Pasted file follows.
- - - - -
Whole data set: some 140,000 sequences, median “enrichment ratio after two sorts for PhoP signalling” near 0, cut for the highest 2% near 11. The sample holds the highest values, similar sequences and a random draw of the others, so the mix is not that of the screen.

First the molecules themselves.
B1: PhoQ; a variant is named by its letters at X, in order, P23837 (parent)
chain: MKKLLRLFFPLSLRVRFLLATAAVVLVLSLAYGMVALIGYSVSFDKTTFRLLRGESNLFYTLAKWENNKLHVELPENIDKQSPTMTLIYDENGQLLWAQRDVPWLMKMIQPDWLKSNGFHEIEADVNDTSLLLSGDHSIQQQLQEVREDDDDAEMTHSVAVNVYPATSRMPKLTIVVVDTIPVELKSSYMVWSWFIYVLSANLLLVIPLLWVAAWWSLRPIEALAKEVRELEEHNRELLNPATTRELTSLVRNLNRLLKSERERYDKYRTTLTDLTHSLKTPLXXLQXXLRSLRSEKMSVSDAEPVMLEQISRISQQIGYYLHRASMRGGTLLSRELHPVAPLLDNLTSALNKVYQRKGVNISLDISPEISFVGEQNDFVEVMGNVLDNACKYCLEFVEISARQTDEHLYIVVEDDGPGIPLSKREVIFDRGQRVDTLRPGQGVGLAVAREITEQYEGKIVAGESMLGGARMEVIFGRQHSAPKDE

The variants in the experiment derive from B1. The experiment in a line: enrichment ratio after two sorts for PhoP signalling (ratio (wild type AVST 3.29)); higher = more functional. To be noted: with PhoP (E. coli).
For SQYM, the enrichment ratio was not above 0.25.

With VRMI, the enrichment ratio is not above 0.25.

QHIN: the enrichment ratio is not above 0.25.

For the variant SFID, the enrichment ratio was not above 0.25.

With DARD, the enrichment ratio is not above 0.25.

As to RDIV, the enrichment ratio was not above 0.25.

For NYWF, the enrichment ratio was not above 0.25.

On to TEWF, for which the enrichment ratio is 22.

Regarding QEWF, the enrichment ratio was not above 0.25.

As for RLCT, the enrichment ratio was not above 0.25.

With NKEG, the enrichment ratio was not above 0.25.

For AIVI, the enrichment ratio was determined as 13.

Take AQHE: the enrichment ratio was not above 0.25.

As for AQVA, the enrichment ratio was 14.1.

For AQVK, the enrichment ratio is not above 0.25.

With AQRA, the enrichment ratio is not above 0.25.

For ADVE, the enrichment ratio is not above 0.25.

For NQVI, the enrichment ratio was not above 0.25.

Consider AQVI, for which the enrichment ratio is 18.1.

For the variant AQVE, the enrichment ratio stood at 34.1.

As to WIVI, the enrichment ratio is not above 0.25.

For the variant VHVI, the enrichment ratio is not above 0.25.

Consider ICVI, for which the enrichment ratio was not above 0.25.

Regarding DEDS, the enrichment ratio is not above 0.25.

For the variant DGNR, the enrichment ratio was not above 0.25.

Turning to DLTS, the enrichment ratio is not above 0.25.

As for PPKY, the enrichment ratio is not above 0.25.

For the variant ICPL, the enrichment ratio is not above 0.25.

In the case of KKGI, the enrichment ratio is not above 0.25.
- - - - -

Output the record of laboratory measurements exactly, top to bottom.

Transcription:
Whole data set: some 140,000 sequences, median “enrichment ratio after two sorts for PhoP signalling” near 0, cut for the highest 2% near 11. The sample holds the highest values, similar sequences and a random draw of the others, so the mix is not that of the screen.

First the molecules themselves.
B1: PhoQ; a variant is named by its letters at X, in order, P23837 (parent)
chain: MKKLLRLFFPLSLRVRFLLATAAVVLVLSLAYGMVALIGYSVSFDKTTFRLLRGESNLFYTLAKWENNKLHVELPENIDKQSPTMTLIYDENGQLLWAQRDVPWLMKMIQPDWLKSNGFHEIEADVNDTSLLLSGDHSIQQQLQEVREDDDDAEMTHSVAVNVYPATSRMPKLTIVVVDTIPVELKSSYMVWSWFIYVLSANLLLVIPLLWVAAWWSLRPIEALAKEVRELEEHNRELLNPATTRELTSLVRNLNRLLKSERERYDKYRTTLTDLTHSLKTPLXXLQXXLRSLRSEKMSVSDAEPVMLEQISRISQQIGYYLHRASMRGGTLLSRELHPVAPLLDNLTSALNKVYQRKGVNISLDISPEISFVGEQNDFVEVMGNVLDNACKYCLEFVEISARQTDEHLYIVVEDDGPGIPLSKREVIFDRGQRVDTLRPGQGVGLAVAREITEQYEGKIVAGESMLGGARMEVIFGRQHSAPKDE

The variants in the experiment derive from B1. The experiment in a line: enrichment ratio after two sorts for PhoP signalling (ratio (wild type AVST 3.29)); higher = more functional. To be noted: with PhoP (E. coli).
For SQYM, the enrichment ratio was not above 0.25.

With VRMI, the enrichment ratio is not above 0.25.

QHIN: the enrichment ratio is not above 0.25.

For the variant SFID, the enrichment ratio was not above 0.25.

With DARD, the enrichment ratio is not above 0.25.

As to RDIV, the enrichment ratio was not above 0.25.

For NYWF, the enrichment ratio was not above 0.25.

On to TEWF, for which the enrichment ratio is 22.

Regarding QEWF, the enrichment ratio was not above 0.25.

As for RLCT, the enrichment ratio was not above 0.25.

With NKEG, the enrichment ratio was not above 0.25.

For AIVI, the enrichment ratio was determined as 13.

Take AQHE: the enrichment ratio was not above 0.25.

As for AQVA, the enrichment ratio was 14.1.

For AQVK, the enrichment ratio is not above 0.25.

With AQRA, the enrichment ratio is not above 0.25.

For ADVE, the enrichment ratio is not above 0.25.

For NQVI, the enrichment ratio was not above 0.25.

Consider AQVI, for which the enrichment ratio is 18.1.

For the variant AQVE, the enrichment ratio stood at 34.1.

As to WIVI, the enrichment ratio is not above 0.25.

For the variant VHVI, the enrichment ratio is not above 0.25.

Consider ICVI, for which the enrichment ratio was not above 0.25.

Regarding DEDS, the enrichment ratio is not above 0.25.

For the variant DGNR, the enrichment ratio was not above 0.25.

Turning to DLTS, the enrichment ratio is not above 0.25.

As for PPKY, the enrichment ratio is not above 0.25.

For the variant ICPL, the enrichment ratio is not above 0.25.

In the case of KKGI, the enrichment ratio is not above 0.25.